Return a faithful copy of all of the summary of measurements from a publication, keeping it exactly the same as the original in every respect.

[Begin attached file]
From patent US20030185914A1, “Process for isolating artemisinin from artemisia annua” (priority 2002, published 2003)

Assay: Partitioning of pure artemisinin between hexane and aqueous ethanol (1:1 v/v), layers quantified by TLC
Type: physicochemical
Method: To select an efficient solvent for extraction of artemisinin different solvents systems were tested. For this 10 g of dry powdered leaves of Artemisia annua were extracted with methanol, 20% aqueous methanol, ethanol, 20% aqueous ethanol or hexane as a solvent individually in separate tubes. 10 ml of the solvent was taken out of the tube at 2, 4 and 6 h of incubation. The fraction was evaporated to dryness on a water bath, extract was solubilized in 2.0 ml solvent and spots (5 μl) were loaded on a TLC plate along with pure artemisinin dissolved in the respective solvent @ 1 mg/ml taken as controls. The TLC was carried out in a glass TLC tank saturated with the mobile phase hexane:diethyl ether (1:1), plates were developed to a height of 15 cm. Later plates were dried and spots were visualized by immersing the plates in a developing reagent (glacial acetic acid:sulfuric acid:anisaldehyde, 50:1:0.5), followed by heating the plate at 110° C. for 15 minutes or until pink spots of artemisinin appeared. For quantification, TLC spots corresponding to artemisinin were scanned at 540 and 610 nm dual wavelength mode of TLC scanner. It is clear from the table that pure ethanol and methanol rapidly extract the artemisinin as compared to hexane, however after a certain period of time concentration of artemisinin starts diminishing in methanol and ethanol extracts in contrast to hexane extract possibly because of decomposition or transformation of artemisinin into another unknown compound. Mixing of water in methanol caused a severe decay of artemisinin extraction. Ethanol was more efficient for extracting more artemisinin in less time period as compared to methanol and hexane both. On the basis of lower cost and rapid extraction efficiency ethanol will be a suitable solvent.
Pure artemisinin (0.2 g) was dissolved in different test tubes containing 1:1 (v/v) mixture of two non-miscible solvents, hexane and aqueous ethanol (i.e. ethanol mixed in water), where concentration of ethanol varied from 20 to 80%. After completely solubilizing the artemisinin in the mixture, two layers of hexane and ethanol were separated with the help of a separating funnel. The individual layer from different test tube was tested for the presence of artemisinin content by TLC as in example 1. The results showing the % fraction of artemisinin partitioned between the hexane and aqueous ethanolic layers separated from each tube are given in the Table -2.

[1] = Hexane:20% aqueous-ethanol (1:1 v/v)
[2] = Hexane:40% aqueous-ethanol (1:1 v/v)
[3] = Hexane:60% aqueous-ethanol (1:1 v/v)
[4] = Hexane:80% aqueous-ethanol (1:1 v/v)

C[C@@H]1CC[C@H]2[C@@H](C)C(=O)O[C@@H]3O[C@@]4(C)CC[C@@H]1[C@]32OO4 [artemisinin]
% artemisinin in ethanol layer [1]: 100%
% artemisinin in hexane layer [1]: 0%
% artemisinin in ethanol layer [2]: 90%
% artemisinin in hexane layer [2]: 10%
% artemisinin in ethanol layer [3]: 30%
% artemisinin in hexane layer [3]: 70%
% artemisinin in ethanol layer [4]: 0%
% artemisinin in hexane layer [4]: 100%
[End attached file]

From patent US20030185914A1, “Process for isolating artemisinin from artemisia annua” (priority 2002, published 2003)

Assay: Partitioning of pure artemisinin between hexane and aqueous ethanol (1:1 v/v), layers quantified by TLC
Type: physicochemical
Method: To select an efficient solvent for extraction of artemisinin different solvents systems were tested. For this 10 g of dry powdered leaves of Artemisia annua were extracted with methanol, 20% aqueous methanol, ethanol, 20% aqueous ethanol or hexane as a solvent individually in separate tubes. 10 ml of the solvent was taken out of the tube at 2, 4 and 6 h of incubation. The fraction was evaporated to dryness on a water bath, extract was solubilized in 2.0 ml solvent and spots (5 μl) were loaded on a TLC plate along with pure artemisinin dissolved in the respective solvent @ 1 mg/ml taken as controls. The TLC was carried out in a glass TLC tank saturated with the mobile phase hexane:diethyl ether (1:1), plates were developed to a height of 15 cm. Later plates were dried and spots were visualized by immersing the plates in a developing reagent (glacial acetic acid:sulfuric acid:anisaldehyde, 50:1:0.5), followed by heating the plate at 110° C. for 15 minutes or until pink spots of artemisinin appeared. For quantification, TLC spots corresponding to artemisinin were scanned at 540 and 610 nm dual wavelength mode of TLC scanner. It is clear from the table that pure ethanol and methanol rapidly extract the artemisinin as compared to hexane, however after a certain period of time concentration of artemisinin starts diminishing in methanol and ethanol extracts in contrast to hexane extract possibly because of decomposition or transformation of artemisinin into another unknown compound. Mixing of water in methanol caused a severe decay of artemisinin extraction. Ethanol was more efficient for extracting more artemisinin in less time period as compared to methanol and hexane both. On the basis of lower cost and rapid extraction efficiency ethanol will be a suitable solvent.
Pure artemisinin (0.2 g) was dissolved in different test tubes containing 1:1 (v/v) mixture of two non-miscible solvents, hexane and aqueous ethanol (i.e. ethanol mixed in water), where concentration of ethanol varied from 20 to 80%. After completely solubilizing the artemisinin in the mixture, two layers of hexane and ethanol were separated with the help of a separating funnel. The individual layer from different test tube was tested for the presence of artemisinin content by TLC as in example 1. The results showing the % fraction of artemisinin partitioned between the hexane and aqueous ethanolic layers separated from each tube are given in the Table -2.

[1] = Hexane:20% aqueous-ethanol (1:1 v/v)
[2] = Hexane:40% aqueous-ethanol (1:1 v/v)
[3] = Hexane:60% aqueous-ethanol (1:1 v/v)
[4] = Hexane:80% aqueous-ethanol (1:1 v/v)

C[C@@H]1CC[C@H]2[C@@H](C)C(=O)O[C@@H]3O[C@@]4(C)CC[C@@H]1[C@]32OO4 [artemisinin]
% artemisinin in ethanol layer [1]: 100%
% artemisinin in hexane layer [1]: 0%
% artemisinin in ethanol layer [2]: 90%
% artemisinin in hexane layer [2]: 10%
% artemisinin in ethanol layer [3]: 30%
% artemisinin in hexane layer [3]: 70%
% artemisinin in ethanol layer [4]: 0%
% artemisinin in hexane layer [4]: 100%